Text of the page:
Neil Finn gazed at the white cross that looms over the John Anson Ford Amphitheatre, where he and his brother Tim had just started their concert on Tuesday.
"For two ex-Catholic boys, it's rather disturbing," he remarked. "And comforting."
Finn then observed that "comforting" and "disturbing" are the essential, paradoxical qualities of a good performance--a thesis the New Zealanders proceeded to prove for the next two hours.
After years of off-and-on partnerships (Neil joined older brother Tim's band Split Enz in the early '80s, Tim later joined Neil's Crowded House for one of its four albums), they're now a duo. They kept their music--hummable melodies in sophisticated pop structures--surprisingly rich on Tuesday, and the two-man alignment highlights the dynamics of their personalities, with Neil the boyish japer and Tim the barefoot, sometimes brooding artist.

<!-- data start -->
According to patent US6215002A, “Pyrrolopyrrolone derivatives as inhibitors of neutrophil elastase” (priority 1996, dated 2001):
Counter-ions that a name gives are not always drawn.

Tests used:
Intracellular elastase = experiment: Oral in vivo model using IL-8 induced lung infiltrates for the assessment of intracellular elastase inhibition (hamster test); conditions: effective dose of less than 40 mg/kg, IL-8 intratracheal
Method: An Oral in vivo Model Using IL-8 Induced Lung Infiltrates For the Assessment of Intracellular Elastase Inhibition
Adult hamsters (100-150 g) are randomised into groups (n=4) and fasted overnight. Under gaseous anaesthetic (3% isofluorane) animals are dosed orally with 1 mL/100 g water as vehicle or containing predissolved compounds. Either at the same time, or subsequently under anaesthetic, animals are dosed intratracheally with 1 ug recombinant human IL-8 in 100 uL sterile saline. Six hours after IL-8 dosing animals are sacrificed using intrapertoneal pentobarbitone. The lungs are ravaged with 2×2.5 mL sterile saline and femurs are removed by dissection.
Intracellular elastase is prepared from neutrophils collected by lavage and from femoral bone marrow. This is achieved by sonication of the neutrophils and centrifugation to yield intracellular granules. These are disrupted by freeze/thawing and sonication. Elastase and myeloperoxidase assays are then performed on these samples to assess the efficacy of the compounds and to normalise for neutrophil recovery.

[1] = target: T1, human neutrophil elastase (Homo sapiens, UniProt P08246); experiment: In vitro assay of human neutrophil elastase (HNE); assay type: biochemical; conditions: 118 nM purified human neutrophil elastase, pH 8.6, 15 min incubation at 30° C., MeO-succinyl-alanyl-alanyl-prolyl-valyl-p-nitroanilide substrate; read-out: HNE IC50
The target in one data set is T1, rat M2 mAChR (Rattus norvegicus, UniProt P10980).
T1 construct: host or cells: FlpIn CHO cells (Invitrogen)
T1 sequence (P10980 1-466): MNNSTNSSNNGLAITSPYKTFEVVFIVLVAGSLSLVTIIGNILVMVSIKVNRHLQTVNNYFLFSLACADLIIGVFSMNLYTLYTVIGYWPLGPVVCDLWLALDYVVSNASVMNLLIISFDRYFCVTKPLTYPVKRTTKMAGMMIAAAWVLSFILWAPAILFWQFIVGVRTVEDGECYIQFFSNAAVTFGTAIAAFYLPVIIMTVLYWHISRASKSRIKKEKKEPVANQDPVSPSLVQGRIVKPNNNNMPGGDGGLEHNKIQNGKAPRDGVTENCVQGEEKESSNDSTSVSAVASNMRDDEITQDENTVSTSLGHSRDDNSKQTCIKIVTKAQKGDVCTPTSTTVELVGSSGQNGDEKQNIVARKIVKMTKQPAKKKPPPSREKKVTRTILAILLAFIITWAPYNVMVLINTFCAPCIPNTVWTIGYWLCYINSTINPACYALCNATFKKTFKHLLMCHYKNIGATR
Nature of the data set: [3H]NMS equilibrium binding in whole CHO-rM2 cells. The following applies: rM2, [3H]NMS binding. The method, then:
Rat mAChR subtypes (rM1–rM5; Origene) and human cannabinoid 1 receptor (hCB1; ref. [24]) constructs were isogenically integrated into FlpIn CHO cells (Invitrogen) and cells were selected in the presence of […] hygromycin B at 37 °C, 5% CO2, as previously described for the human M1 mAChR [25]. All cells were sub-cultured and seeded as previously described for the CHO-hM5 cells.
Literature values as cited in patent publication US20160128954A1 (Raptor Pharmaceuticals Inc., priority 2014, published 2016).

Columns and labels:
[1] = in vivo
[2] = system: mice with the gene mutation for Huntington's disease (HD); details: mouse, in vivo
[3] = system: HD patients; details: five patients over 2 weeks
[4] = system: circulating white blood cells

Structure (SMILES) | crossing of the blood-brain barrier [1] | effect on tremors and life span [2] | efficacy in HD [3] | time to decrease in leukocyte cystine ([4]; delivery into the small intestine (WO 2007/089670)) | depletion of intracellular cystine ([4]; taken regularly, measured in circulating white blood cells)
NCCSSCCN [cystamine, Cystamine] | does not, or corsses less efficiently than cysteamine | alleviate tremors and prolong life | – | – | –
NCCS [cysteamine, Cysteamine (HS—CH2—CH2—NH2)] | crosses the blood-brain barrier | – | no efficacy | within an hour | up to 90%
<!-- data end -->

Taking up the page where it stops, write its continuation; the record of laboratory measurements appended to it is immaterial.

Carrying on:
Although they reached back to their past bands for songs that were enthusiastically received by the full house on the first of two nights at the Ford, several songs from their recent "Finn Brothers" album proved most revealing, especially "Angels Heap," a fond remembrance of sexual awakening, and "Mood Swinging Man," about an unpredictable father.
Through it all they stayed loose and giddy (Tim wandered to the hillside behind the stage and quoted "King Lear"), teasing each other mercilessly, as only siblings can, and meshing instinctively, as only siblings can. Comforting and disturbing.